Tuesday, May 8, 2012

Alicia: My story by Alicia Appleman-Jurman

Written almost 25 years ago, when the author was in her late fifties, Alicia: My Story tells us of how she lived from ages eleven to seventeen years old under persecution and death during World War II.  Her family lived in the eastern part of Poland, which was allocated to Russia under Stalin’s agreement with Hitler.  While the Russian soldiers are generally painted sympathetically in Alicia’s experience, this occupation brought the first tragedy to her family, her mother and father and her four brothers.  Her oldest brother Moshe was given a chance to be educated in Russia.  But the conditions he found there were terrible, with the students forced to do heavy labor and exist with barely no food and no contact from their families.  He ran away and came back to his family but the occupying Russians took him to jail, fearing disclosure of the conditions in Russia.  He died in prison, the family being told that he had food poisoning. 

Then Hitler invaded Russia and the Germans occupied Poland.  While the family was not sent to a concentration camp, the Shoah (Hebrew name for the Holocaust, meaning “destruction”) was no less devastating for them. Their experience was in some ways more wrenching, in being rounded up and murdered under the implacable gaze of their neighbors, the Poles who were not Jews.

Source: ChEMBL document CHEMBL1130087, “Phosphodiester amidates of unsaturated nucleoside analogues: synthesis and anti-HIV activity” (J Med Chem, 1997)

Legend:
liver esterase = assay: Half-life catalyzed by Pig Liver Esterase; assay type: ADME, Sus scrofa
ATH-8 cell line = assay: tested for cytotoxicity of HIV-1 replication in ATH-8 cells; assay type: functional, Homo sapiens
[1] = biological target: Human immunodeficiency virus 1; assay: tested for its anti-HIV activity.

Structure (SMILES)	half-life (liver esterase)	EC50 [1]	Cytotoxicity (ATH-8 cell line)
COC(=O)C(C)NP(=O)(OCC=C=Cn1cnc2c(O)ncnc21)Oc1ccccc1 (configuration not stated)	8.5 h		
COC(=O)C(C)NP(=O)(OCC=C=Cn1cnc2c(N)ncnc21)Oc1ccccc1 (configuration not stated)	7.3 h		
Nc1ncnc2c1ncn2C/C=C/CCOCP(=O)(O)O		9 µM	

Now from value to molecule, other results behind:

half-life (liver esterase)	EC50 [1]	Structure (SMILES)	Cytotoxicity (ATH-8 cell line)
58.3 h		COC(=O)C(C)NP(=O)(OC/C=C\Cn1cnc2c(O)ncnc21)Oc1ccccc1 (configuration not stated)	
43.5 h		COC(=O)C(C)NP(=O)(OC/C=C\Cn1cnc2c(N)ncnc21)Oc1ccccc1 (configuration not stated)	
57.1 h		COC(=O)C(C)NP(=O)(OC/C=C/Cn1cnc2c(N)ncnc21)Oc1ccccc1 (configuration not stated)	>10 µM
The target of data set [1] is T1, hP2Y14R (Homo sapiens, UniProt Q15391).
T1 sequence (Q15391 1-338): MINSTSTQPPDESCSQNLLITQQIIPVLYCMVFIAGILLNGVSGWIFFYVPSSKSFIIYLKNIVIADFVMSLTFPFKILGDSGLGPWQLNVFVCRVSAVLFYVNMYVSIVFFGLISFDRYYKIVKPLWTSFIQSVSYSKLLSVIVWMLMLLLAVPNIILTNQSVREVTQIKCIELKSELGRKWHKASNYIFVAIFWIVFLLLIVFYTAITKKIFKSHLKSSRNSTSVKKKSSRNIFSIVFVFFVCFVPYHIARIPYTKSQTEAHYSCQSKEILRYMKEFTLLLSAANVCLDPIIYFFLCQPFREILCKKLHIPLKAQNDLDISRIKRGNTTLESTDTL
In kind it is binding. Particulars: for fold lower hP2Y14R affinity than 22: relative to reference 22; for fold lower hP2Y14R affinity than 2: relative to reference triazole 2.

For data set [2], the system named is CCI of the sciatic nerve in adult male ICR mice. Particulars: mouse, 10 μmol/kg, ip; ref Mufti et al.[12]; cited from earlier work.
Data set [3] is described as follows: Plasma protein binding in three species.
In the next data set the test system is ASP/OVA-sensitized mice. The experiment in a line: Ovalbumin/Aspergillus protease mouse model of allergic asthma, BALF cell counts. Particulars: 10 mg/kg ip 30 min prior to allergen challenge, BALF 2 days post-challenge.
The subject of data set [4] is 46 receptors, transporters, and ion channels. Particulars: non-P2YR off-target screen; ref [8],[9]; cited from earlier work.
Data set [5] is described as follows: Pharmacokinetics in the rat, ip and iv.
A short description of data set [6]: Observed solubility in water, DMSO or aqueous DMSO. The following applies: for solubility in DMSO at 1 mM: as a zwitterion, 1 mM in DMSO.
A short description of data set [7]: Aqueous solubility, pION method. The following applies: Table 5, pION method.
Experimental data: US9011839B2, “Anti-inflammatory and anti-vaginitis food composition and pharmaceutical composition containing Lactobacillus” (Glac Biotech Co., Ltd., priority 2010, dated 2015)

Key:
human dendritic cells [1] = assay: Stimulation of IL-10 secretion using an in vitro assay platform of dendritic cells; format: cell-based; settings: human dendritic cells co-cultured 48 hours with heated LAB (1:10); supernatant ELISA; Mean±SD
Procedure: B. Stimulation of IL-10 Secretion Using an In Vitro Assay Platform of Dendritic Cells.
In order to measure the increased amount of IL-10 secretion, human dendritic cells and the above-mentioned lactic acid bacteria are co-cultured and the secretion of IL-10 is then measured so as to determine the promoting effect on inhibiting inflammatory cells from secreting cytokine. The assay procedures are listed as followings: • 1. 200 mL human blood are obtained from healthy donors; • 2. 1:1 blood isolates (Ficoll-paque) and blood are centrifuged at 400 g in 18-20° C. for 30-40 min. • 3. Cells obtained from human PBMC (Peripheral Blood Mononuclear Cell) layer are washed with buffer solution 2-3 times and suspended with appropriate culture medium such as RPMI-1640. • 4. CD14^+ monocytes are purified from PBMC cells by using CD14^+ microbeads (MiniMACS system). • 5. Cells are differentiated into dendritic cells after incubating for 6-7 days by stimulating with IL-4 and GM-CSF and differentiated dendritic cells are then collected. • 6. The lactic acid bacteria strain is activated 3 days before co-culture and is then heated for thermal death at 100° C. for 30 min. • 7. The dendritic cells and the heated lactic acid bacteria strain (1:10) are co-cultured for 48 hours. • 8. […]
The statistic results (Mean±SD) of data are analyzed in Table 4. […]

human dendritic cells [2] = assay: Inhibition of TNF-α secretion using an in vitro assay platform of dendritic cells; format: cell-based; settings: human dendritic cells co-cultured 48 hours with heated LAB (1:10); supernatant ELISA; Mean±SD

They were first relocated into ghettos and then subject to “actions” where without warning German soldiers would come and rout them out, taking groups to nearby meadows where they were shot and killed.  One by one Alicia’s family is killed.  Alicia’s grief and shock at their deaths translates into burning anger and a fierce desire to keep the remaining family members together.  Eventually only she and her mother are left and they spend months in the countryside, her mother hiding in fields and ravines while Alicia works for neighboring farmers.  Some of these Poles become more sympathetic to the Jews’ plight when they themselves start to be targeted as undesirables by the Germans.  

The narrative is easily read and holds your interest.  Ms. Appleman-Jurman has spoken of the enormous effort this book cost her, not only in time but in reliving the events over the three years it took her to write it.  Although she had to recreate the dialogue after so many years, the evidence of her immersion into the past events conveys the emotional impact you feel when you read it.  You truly understand Alicia and see her suffering.  She travels a long journey and has experiences that would seem to be fabricated if you did not realize how inexplicable fate can be.  She survived to tell her story, which she continues to do in person and through her testimony.  Her website can be found at http://aliciamystory.com.  

Click here for our catalog listing.

No comments: